Martin Horwood, the Liberal Democrat MP for Cheltenham, called for a "deeper and more sophisticated" policy towards China, as he said the UK has had a tendency to prioritise trade and capital investment "almost to the exclusion of other considerations".
This would mean acknowledging Britain's "historic failings and injustices" as a colonial power and in the Opium Wars, and our "failure" to deliver democracy in Hong Kong, he said.
Sir Richard Ottaway said the issue represented a "real hiccup" in Sino-British relations, which he said had improved since a row in 2012 over a meeting between David Cameron and the Tibetan opposition leader, the Dalai Lama.
"China is a member of the G20. We work and do a lot together. This is wholly unnecessary and I would like to think they will think again over it."
Downing Street said the committee had visited Hong Kong in the past and "their desire to travel is not new".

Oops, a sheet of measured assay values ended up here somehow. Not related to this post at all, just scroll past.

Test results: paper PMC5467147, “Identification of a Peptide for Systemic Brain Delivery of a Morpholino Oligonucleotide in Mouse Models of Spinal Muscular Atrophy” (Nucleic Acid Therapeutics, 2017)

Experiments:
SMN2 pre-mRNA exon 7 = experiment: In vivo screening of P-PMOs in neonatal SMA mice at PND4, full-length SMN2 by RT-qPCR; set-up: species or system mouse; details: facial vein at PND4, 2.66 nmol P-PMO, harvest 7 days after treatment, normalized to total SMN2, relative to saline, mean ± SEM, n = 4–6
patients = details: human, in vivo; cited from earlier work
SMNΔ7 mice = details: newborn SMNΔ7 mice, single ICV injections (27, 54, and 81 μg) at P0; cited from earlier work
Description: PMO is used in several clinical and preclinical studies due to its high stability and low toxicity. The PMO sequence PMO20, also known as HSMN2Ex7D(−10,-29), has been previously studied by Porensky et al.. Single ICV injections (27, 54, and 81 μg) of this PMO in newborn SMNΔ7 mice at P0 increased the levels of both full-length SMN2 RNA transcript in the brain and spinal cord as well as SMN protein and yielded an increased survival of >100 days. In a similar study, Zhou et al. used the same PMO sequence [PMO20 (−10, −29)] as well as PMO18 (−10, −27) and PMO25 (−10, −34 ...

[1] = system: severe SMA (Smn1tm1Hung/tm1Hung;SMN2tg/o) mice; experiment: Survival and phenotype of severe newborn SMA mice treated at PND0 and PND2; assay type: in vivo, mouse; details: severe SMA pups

The Foreign Office said it did not believe there was anything to stop the MPs from visiting Hong Kong as individuals.
Foreign Secretary Philip Hammond raised concerns about the general situation in Hong Kong with his Chinese opposite number last week but Labour said the Foreign Office should be intervening to resolve the "regrettable" dispute.
"The situation on the ground in Hong Kong remains volatile and tense, and the authorities there must take steps to calm the situation, not further inflame it," shadow minister Kerry McCarthy added.
The Chinese authorities condemned the committee's inquiry when it was announced, saying it was a "highly inappropriate act which constitutes interference in China's internal affairs".